When i set my frog i leave the lever cap slack and adjust the frog forward or back so that i can see the iron is making full contact with the frog and not deflecting off of or touching the throat opening.. Looks like the back of the iron needs some polishing….perhaps you have worked a burr onto the backside of the iron and its not presenting to the wood properly.. Also was the plane fully assembled when you were flatting the sole? I think the problem may be on the back of the iron… Good choice on the P grade paper 🙂
Perhaps I'm Just Over Eager, Better to Curb the Enthusiasm29 March 2015 at 5:17 am #126055Matt McGraneParticipant
Ben, there are too many questions to answer here. But I’ll recommend a youtube video to you titled “Restoration of a Stanley No.4 Bench Plane” by Mitch Peacock. A quick search should find the video. He did a tremendous job with this video, showing all the things you should do to refurbish a plane. Good luck.
Matt, Northern California - Started a blog in 2016: http://tinyshopww.blogspot.com/31 March 2015 at 6:11 am #126122
Well today I went at it again, but more failure. It seems to me that I am making slow progress at least.
As with my second hand Disston saw, I’m not sure I should have gone with second hand tools to start out with or at least for workbench building. Re-sharpening a new tool would have been an easier first go at things I think. The price was right of course.
I started watching that video several times and fell asleep so many times. 🙂 I finally made it through.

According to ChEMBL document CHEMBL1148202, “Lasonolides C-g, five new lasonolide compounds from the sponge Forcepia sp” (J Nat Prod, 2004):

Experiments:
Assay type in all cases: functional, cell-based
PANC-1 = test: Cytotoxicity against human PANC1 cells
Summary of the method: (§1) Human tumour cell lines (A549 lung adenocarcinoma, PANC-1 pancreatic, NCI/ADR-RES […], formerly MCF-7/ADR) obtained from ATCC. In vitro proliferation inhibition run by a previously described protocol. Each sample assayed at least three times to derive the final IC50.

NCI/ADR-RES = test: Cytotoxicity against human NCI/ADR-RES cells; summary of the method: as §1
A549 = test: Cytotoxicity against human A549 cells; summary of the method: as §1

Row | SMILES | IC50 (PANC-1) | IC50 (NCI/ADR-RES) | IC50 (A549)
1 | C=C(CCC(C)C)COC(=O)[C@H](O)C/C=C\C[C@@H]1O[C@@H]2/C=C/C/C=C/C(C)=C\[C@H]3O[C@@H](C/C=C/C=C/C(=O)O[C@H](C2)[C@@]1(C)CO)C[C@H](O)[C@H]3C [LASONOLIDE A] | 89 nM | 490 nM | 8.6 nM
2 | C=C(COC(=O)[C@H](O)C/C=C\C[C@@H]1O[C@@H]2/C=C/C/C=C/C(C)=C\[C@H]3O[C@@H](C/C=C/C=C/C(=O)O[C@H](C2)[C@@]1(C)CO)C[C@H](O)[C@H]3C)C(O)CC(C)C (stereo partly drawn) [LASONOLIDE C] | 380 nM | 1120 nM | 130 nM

My iron / cap iron has no light passing.
I’m not really sure what the burr looks or feels like so I’ve starting reading up more on it. I’m not sure I’ve gotten the burr or taken it off properly thus far. Something to work at some more.
Good points on the frog adjustments, thanks. I did some today and there’s definitely a sweet spot of not being too far back but not too far forward as even dust was jamming up the throat.
- Ben31 March 2015 at 10:18 am #126123
It definitely takes a long time at first if you don’t have a well set plane to compare it to. I was the same.
What helped me was to sand the front of the frog and also to lightly sand the contact surfaces between the frog and the body. You won’t be able to sand the whole of the frog because of the bit sticking out which controls the iron depth. You should be able to get both sides individually though, try to go equally on both sides. What this does is make sure there’s no bumps in the frog which could be messing up the angle of the blade.
Try that and see how it goes.31 March 2015 at 10:25 am #126124
By the way, most of the modern saws you can buy are not resharpenable. Pretty much the only ones you can sharpen are quite expensive.
Except if you want to look into it, there is a company called Thomas Flinn saws or Flinn garlick saws or something. They make saws which are resharpenable. I have one of their gents saws and although its not perfect it isn’t too bad. I think Paul described their saws similarly in one of his blogs. Their saws aren’t too expensive.31 March 2015 at 1:56 pm #126128